Posts Tagged ‘Daniel Fast’

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For those who live according to the flesh set their minds on the things of the flesh, but those who live according to the Spirit, the things of the Spirit. 

Romans 8:5

The Daniel Fast is a biblically-based partial fast – meaning that some foods are eaten and others are restricted. The fast is typically 21 consecutive days after the New Year and is similar to a vegan eating plan with more restrictions and only water as a beverage. This is based out of Daniel 10 in which Daniel the Prophet ate no meat, bread or wine for 21 days. The purpose is to have a quiet time with the Lord during this period so your faith and intimacy with him will grow. I was first introduced to the Daniel Fast when I briefly attended New City Church. My current church Hillsong Phoenix is doing a corporate fast as a church to start off 2018. I haven’t decided to what extent I’m going to fast but I feel this will be a good thing for me to do with my church.

On the twenty-fourth day of the same month, the Israelites gathered together, fasting and wearing sackcloth and putting dust on their heads. Those of Israelite descent had separated themselves from all foreigners. They stood in their places and confessed their sins and the sins of their ancestors. They stood where they were and read from the Book of the Law of the Lord their God for a quarter of the day, and spent another quarter in confession and in worshiping the Lord their God.

Nehemiah 9:1-3 (NIV)


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“all too many have been more cautious than courageous and remained silent behind the anesthetizing security of stained-glass windows.” -MLK

Today was a pretty memorable day for me. It is Martin Luther King, Jr day. I started my day off fasting and praying by partaking in the Daniel Fast. I’m doing this 10 day fast with members of New City Church. It’s a fast that was done by Daniel in the Old Testament that included a diet of fruits, nuts and water. I do this fast for spiritual cleansing and to draw nearer to my heavenly Father so I can stay in tune with His will. I went and saw the movie Lincoln again earlier this week. It’s an incredible movie about how President Abraham Lincoln fought to pass the 13th amendment in 1865 after signing the Emancipation Proclamation to abolish slavery. I am always encouraged by those who fought so hard for our freedom today. Today I celebrate the life of a man who stood up to injustice and changed the world today because he had the courage to be a voice. How ironic that today is the Inauguration of our President (who happens to be African-American) and that it is the 150th anniversary of the Emancipation Proclamation and the 50th anniversary of the MLK march in Washington. Yet today we are still dealing with the topic of slavery. Just a couple of weeks ago, I stood with 60,000 young adults in Atlanta to shine a light on the 27 million held in modern-day slavery. We launched End it Movement, a cause to raise awareness on slavery and to help fund the organizations that are putting an end to it. I am thankful to call myself a child of God and to lend my voice to this injustice because of the grace He has bestowed on me. I pray that all the efforts of those who stood up to injustice in the past will continued to be carried out by this generation and by future generations to come.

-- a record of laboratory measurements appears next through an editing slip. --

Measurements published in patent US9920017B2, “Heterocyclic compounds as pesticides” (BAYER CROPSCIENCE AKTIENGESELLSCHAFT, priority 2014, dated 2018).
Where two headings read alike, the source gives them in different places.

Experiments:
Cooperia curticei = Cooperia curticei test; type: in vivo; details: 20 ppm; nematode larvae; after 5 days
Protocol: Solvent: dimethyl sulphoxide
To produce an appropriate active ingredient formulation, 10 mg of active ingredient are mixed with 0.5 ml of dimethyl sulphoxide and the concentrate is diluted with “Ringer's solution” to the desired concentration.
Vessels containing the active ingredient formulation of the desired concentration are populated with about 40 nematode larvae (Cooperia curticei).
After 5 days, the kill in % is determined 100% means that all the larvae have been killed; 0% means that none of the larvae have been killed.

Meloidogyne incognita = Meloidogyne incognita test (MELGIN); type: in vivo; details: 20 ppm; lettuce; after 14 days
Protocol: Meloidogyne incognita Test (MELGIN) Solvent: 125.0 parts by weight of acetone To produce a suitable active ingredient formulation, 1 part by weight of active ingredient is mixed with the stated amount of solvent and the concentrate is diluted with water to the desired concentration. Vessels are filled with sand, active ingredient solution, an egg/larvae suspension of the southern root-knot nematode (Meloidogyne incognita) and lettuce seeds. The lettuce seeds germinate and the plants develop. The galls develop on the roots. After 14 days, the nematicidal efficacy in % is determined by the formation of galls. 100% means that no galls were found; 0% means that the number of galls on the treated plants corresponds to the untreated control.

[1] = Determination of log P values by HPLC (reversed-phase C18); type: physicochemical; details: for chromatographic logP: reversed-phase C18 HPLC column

Shining a light on Modern-day Slavery

My amazing African-American friend and sister-in-Christ Candace sent this to me today. These are some excerpts from a letter that Martin Luther King wrote while sitting in a jail cell in Birmingham.

“Injustice anywhere is a threat to justice everywhere.”

“Negative peace which is the absence of tension to a positive peace which is the presence of justice..”

“Shallow understanding from people of good will is more frustrating than absolute misunderstanding from people of ill will. Lukewarm acceptance is much more bewildering than outright rejection.”

“We will have to repent in the generation not merely for the hateful words and actions of the bad people, but for the appalling silence of the good people.”

“So the question is not whether we will be extremists, but what kind of extremists we will be. Will we be extremists for hate or for love? Will we be extremists for the preservation of injustice or for the extension of justice? In that dramatic scene on Calvary’s hill three men were crucified. We must never forget that all three were crucified for the same crime — the crime of extremism. Two were extremists for immorality, and thus fell below their environment. The other, Jesus Christ, was an extremist for love, truth, and goodness, and thereby rose above his environment. Perhaps the South, the nation, and the world are in dire need of creative extremists.”

Dr. Martin Luther King, Jr – Birmingham Jail, 1963


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